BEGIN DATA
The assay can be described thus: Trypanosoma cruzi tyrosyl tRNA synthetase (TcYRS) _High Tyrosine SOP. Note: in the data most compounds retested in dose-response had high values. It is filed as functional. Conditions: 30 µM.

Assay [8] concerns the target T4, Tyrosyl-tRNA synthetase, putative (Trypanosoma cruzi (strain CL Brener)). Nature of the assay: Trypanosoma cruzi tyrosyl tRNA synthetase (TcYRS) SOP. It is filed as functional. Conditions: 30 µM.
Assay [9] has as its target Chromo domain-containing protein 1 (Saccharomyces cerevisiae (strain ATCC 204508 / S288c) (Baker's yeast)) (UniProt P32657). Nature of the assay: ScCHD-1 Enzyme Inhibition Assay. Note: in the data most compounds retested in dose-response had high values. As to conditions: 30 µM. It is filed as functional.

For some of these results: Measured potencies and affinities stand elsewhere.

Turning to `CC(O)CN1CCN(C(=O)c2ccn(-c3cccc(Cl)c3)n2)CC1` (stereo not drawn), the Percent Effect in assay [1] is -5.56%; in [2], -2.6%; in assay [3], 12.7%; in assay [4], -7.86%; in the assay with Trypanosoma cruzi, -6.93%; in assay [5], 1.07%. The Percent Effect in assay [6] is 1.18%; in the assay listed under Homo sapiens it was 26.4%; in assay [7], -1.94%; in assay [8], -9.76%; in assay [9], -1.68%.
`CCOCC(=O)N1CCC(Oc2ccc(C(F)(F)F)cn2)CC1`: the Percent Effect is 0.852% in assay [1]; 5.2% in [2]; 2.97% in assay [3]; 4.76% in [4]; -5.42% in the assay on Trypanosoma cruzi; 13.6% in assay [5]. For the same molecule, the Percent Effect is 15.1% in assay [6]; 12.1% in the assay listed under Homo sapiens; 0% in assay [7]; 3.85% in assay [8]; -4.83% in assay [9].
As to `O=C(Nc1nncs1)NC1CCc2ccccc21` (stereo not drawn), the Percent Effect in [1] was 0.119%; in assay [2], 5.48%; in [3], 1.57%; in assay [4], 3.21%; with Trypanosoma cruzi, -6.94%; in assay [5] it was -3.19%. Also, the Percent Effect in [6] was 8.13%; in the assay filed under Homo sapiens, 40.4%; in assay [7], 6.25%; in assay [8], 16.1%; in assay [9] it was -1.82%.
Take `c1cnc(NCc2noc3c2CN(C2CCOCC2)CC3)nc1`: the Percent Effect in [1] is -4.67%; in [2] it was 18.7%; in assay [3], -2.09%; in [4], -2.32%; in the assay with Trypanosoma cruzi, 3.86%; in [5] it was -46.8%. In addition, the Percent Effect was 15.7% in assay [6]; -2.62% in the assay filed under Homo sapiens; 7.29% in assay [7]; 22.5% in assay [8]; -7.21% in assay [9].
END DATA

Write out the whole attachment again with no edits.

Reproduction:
The assay can be described thus: Trypanosoma cruzi tyrosyl tRNA synthetase (TcYRS) _High Tyrosine SOP. Note: in the data most compounds retested in dose-response had high values. It is filed as functional. Conditions: 30 µM.

Assay [8] concerns the target T4, Tyrosyl-tRNA synthetase, putative (Trypanosoma cruzi (strain CL Brener)). Nature of the assay: Trypanosoma cruzi tyrosyl tRNA synthetase (TcYRS) SOP. It is filed as functional. Conditions: 30 µM.
Assay [9] has as its target Chromo domain-containing protein 1 (Saccharomyces cerevisiae (strain ATCC 204508 / S288c) (Baker's yeast)) (UniProt P32657). Nature of the assay: ScCHD-1 Enzyme Inhibition Assay. Note: in the data most compounds retested in dose-response had high values. As to conditions: 30 µM. It is filed as functional.

For some of these results: Measured potencies and affinities stand elsewhere.

Turning to `CC(O)CN1CCN(C(=O)c2ccn(-c3cccc(Cl)c3)n2)CC1` (stereo not drawn), the Percent Effect in assay [1] is -5.56%; in [2], -2.6%; in assay [3], 12.7%; in assay [4], -7.86%; in the assay with Trypanosoma cruzi, -6.93%; in assay [5], 1.07%. The Percent Effect in assay [6] is 1.18%; in the assay listed under Homo sapiens it was 26.4%; in assay [7], -1.94%; in assay [8], -9.76%; in assay [9], -1.68%.
`CCOCC(=O)N1CCC(Oc2ccc(C(F)(F)F)cn2)CC1`: the Percent Effect is 0.852% in assay [1]; 5.2% in [2]; 2.97% in assay [3]; 4.76% in [4]; -5.42% in the assay on Trypanosoma cruzi; 13.6% in assay [5]. For the same molecule, the Percent Effect is 15.1% in assay [6]; 12.1% in the assay listed under Homo sapiens; 0% in assay [7]; 3.85% in assay [8]; -4.83% in assay [9].
As to `O=C(Nc1nncs1)NC1CCc2ccccc21` (stereo not drawn), the Percent Effect in [1] was 0.119%; in assay [2], 5.48%; in [3], 1.57%; in assay [4], 3.21%; with Trypanosoma cruzi, -6.94%; in assay [5] it was -3.19%. Also, the Percent Effect in [6] was 8.13%; in the assay filed under Homo sapiens, 40.4%; in assay [7], 6.25%; in assay [8], 16.1%; in assay [9] it was -1.82%.
Take `c1cnc(NCc2noc3c2CN(C2CCOCC2)CC3)nc1`: the Percent Effect in [1] is -4.67%; in [2] it was 18.7%; in assay [3], -2.09%; in [4], -2.32%; in the assay with Trypanosoma cruzi, 3.86%; in [5] it was -46.8%. In addition, the Percent Effect was 15.7% in assay [6]; -2.62% in the assay filed under Homo sapiens; 7.29% in assay [7]; 22.5% in assay [8]; -7.21% in assay [9].